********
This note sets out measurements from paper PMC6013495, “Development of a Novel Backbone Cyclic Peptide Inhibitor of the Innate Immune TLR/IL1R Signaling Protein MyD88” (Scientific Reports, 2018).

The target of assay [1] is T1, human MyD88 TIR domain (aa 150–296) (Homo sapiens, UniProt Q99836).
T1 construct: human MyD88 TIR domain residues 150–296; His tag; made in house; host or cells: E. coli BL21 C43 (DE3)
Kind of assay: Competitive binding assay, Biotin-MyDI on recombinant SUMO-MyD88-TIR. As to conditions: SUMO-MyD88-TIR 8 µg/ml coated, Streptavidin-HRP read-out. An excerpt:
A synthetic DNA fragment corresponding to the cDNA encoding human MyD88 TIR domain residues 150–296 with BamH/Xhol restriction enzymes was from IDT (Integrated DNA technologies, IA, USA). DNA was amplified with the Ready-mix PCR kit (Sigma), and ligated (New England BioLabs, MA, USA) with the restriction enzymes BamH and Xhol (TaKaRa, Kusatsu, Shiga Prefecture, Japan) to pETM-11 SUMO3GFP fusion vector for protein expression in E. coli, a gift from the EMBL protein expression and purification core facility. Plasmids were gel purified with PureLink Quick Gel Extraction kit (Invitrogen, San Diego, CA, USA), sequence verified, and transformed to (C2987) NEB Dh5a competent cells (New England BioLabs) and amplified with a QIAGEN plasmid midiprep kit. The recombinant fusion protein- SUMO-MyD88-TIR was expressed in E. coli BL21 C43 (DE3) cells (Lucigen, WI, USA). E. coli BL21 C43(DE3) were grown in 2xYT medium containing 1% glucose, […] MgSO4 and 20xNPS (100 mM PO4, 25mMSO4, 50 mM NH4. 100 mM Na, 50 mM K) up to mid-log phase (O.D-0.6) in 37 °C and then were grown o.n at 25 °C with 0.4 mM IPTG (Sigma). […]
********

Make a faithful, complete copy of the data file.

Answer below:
This note sets out measurements from paper PMC6013495, “Development of a Novel Backbone Cyclic Peptide Inhibitor of the Innate Immune TLR/IL1R Signaling Protein MyD88” (Scientific Reports, 2018).

The target of assay [1] is T1, human MyD88 TIR domain (aa 150–296) (Homo sapiens, UniProt Q99836).
T1 construct: human MyD88 TIR domain residues 150–296; His tag; made in house; host or cells: E. coli BL21 C43 (DE3)
Kind of assay: Competitive binding assay, Biotin-MyDI on recombinant SUMO-MyD88-TIR. As to conditions: SUMO-MyD88-TIR 8 µg/ml coated, Streptavidin-HRP read-out. An excerpt:
A synthetic DNA fragment corresponding to the cDNA encoding human MyD88 TIR domain residues 150–296 with BamH/Xhol restriction enzymes was from IDT (Integrated DNA technologies, IA, USA). DNA was amplified with the Ready-mix PCR kit (Sigma), and ligated (New England BioLabs, MA, USA) with the restriction enzymes BamH and Xhol (TaKaRa, Kusatsu, Shiga Prefecture, Japan) to pETM-11 SUMO3GFP fusion vector for protein expression in E. coli, a gift from the EMBL protein expression and purification core facility. Plasmids were gel purified with PureLink Quick Gel Extraction kit (Invitrogen, San Diego, CA, USA), sequence verified, and transformed to (C2987) NEB Dh5a competent cells (New England BioLabs) and amplified with a QIAGEN plasmid midiprep kit. The recombinant fusion protein- SUMO-MyD88-TIR was expressed in E. coli BL21 C43 (DE3) cells (Lucigen, WI, USA). E. coli BL21 C43(DE3) were grown in 2xYT medium containing 1% glucose, […] MgSO4 and 20xNPS (100 mM PO4, 25mMSO4, 50 mM NH4. 100 mM Na, 50 mM K) up to mid-log phase (O.D-0.6) in 37 °C and then were grown o.n at 25 °C with 0.4 mM IPTG (Sigma). […]